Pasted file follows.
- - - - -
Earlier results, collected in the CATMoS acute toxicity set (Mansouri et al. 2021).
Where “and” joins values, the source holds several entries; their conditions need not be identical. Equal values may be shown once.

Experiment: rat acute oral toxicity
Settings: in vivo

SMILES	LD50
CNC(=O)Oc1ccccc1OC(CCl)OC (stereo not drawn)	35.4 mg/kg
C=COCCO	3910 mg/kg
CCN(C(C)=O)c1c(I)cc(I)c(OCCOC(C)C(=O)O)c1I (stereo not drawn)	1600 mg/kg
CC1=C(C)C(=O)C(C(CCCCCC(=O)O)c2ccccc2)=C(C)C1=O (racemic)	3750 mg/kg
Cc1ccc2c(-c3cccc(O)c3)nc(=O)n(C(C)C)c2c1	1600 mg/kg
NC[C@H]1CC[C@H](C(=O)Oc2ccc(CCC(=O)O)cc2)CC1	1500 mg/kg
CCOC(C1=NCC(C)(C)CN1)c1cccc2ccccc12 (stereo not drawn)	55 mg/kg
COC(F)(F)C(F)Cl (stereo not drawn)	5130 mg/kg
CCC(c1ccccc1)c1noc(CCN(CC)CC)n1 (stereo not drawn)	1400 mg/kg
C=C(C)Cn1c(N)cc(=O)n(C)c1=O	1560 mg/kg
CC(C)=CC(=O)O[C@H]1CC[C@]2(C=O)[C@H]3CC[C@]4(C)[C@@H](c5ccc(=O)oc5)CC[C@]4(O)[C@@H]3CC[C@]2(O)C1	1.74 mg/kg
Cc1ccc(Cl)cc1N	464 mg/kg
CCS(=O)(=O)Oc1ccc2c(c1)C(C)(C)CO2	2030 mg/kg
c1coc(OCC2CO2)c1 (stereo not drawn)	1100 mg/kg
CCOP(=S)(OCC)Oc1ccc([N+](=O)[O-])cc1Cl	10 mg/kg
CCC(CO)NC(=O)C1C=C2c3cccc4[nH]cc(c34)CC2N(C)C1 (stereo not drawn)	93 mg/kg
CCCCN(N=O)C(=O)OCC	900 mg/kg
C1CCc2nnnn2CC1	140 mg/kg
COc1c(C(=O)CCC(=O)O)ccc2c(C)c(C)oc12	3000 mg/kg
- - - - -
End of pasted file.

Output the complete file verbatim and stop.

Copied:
Earlier results, collected in the CATMoS acute toxicity set (Mansouri et al. 2021).
Where “and” joins values, the source holds several entries; their conditions need not be identical. Equal values may be shown once.

Experiment: rat acute oral toxicity
Settings: in vivo

SMILES	LD50
CNC(=O)Oc1ccccc1OC(CCl)OC (stereo not drawn)	35.4 mg/kg
C=COCCO	3910 mg/kg
CCN(C(C)=O)c1c(I)cc(I)c(OCCOC(C)C(=O)O)c1I (stereo not drawn)	1600 mg/kg
CC1=C(C)C(=O)C(C(CCCCCC(=O)O)c2ccccc2)=C(C)C1=O (racemic)	3750 mg/kg
Cc1ccc2c(-c3cccc(O)c3)nc(=O)n(C(C)C)c2c1	1600 mg/kg
NC[C@H]1CC[C@H](C(=O)Oc2ccc(CCC(=O)O)cc2)CC1	1500 mg/kg
CCOC(C1=NCC(C)(C)CN1)c1cccc2ccccc12 (stereo not drawn)	55 mg/kg
COC(F)(F)C(F)Cl (stereo not drawn)	5130 mg/kg
CCC(c1ccccc1)c1noc(CCN(CC)CC)n1 (stereo not drawn)	1400 mg/kg
C=C(C)Cn1c(N)cc(=O)n(C)c1=O	1560 mg/kg
CC(C)=CC(=O)O[C@H]1CC[C@]2(C=O)[C@H]3CC[C@]4(C)[C@@H](c5ccc(=O)oc5)CC[C@]4(O)[C@@H]3CC[C@]2(O)C1	1.74 mg/kg
Cc1ccc(Cl)cc1N	464 mg/kg
CCS(=O)(=O)Oc1ccc2c(c1)C(C)(C)CO2	2030 mg/kg
c1coc(OCC2CO2)c1 (stereo not drawn)	1100 mg/kg
CCOP(=S)(OCC)Oc1ccc([N+](=O)[O-])cc1Cl	10 mg/kg
CCC(CO)NC(=O)C1C=C2c3cccc4[nH]cc(c34)CC2N(C)C1 (stereo not drawn)	93 mg/kg
CCCCN(N=O)C(=O)OCC	900 mg/kg
C1CCc2nnnn2CC1	140 mg/kg
COc1c(C(=O)CCC(=O)O)ccc2c(C)c(C)oc12	3000 mg/kg